After all, what are the chances that all Taureans around the world will simultaneously get a raise next month?

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Why you (probably) can’t multitask

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Myths / Psychology

How many different things are you trying to do right now? Reading this blog post while listening to a podcast, posting on Instagram and checking email? It’s easy to think you’ll be more productive by doing lots of things at once. But it turns out for almost all of us, effective multitasking is an illusion.

A different take on driving and texting. Photo by Michiel Gransjean via Flickr.

You’re not really multitasking

With the possible exception of texting while driving, you probably think multitasking is something to aspire to. But the reality is, trying to do multiple things at once actually slows you down and leads to more mistakes. We are simply no good at trying to engage with more than one decision-making process at a time.

In fact, experts tell us even the term multitasking is wrong: we should call it task switching. Researchers suggest we may lose up to 40% of our productivity by trying to multitask. What feels like multitasking is actually rapid switching between tasks and the time it takes to switch between tasks all adds up.

Think it only takes a few seconds to jump between email and the report you urgently need to write? No big deal unless you are switching every time you get a new email notification. And how long does it take you to get to the point where you are writing effectively again? Research shows it takes an average of 23 minutes. In some cases, study volunteers never got back into the flow of writing.

In another study, volunteers were asked to memorise either a 7-digit or single-digit number while eating. Those who had the more challenging memory task were less aware of the flavour of the food they were eating. At the same time, they ate more of both the sweet and salty food on offer.

Some tasks are easier than others

If multitasking is so hard, perhaps you’re wondering why you can read this blog, eat your lunch and listen to music all at once.

How easy it is to juggle tasks depends on how engaged your prefrontal cortex is during the activity. Natural behaviours like walking, talking and eating don’t take a lot of brain effort so we can do those things at the same time as paying attention to something else.

Having said that, talking on your mobile while driving increases your risk of having an accident four-fold. It’s been shown to be equivalent to driving with a blood alcohol reading of about 0.08.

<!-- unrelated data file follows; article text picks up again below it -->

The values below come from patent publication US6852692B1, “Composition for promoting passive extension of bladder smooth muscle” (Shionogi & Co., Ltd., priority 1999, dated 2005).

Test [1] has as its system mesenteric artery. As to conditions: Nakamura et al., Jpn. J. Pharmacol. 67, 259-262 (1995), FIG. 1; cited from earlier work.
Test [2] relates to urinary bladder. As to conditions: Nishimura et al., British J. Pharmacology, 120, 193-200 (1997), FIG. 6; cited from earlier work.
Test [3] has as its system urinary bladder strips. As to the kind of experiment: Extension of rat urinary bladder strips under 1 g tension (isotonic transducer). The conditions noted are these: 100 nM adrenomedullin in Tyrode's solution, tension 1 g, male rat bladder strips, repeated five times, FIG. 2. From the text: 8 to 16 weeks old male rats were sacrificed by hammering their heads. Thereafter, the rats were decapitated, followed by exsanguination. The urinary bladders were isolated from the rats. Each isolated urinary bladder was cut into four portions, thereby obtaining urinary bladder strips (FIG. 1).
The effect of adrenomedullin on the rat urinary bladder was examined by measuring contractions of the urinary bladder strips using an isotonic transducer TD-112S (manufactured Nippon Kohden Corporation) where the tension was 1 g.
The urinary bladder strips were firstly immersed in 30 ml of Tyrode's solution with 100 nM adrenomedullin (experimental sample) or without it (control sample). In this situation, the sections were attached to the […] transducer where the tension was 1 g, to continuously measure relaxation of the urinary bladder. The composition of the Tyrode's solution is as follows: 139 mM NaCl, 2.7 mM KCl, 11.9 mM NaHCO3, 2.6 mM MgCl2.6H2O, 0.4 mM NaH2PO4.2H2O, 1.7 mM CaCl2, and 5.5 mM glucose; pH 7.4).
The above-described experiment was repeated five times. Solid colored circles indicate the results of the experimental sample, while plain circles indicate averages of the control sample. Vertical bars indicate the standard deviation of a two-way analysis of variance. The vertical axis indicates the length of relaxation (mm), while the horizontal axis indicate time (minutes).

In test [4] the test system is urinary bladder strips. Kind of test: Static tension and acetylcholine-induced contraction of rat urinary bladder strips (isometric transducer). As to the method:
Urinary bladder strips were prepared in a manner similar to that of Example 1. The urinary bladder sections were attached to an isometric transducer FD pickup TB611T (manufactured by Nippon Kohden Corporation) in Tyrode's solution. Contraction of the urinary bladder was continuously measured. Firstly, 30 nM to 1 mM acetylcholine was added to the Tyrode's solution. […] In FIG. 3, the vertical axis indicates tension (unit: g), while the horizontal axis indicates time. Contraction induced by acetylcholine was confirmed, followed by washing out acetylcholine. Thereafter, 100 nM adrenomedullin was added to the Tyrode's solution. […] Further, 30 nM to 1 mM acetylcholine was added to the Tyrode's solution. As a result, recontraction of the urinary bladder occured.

When 56,000 people were observed approaching an intersection in their cars, those who were talking on their mobiles were ten times less likely to actually stop at the stop sign.

Even walking at the same time as talking on your mobile takes up most of your brain’s attention. Only one quarter of people doing both noticed a clown on a unicycle ride past them who had been planted there by researchers.

And as soon as there are multiple tasks which require thinking, it becomes clear our brains simply aren’t wired for multitasking.

There are supertaskers among us

But all is not lost. Research has uncovered a small proportion of the population — about two percent — who have extraordinary multitasking abilities. Imagine simultaneously doing a driving test, solving complex maths problems and doing memory tests on your phone.

People who can easily do that have been called supertaskers and they have brains that actually become less active the more tasks they are trying to do at once. And that’s not all. Supertaskers do better, not worse, at each individual task the more simultaneous tasks they are doing.

The irony is that as soon as we hear that supertaskers exist, 90% of us decide we belong in that 2%! But research has shown that the people who multitask the most and are the most confident in their multitasking abilities tend to actually be the worst at it.

The cost of multitasking

Assuming like me, you are not a supertasker, it’s worth considering what our attempts at multitasking cost us.

Research suggests the more we attempt to multitask, the more we are training ourselves not to focus. We are effectively teaching ourselves that something unknown – an unread email or the next notification – is always more worthy of our attention than whatever task we are meant to be working on.

We sacrifice focus in order to ensure we don’t miss any unexpected surprises, but in the process we lose our ability to block out distractions. And that means we’re not very good at getting stuff done.

As Cal Newport says in his excellent book Deep Work,

Efforts to deepen your focus will struggle if you don’t simultaneously wean your mind from a dependence on distraction.

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The reality of the Uncanny Valley

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Anthropology / Evolution / Myths / Psychology

Technology has made making extremely human-like robots a reality. But is this a good thing? Tara Bautista delves into the unease that many people experience with things that are almost – but not quite – human. Welcome to the ‘Uncanny Valley’.

Feeling weirded out? Me too. Photo by Franck V. on Unsplash.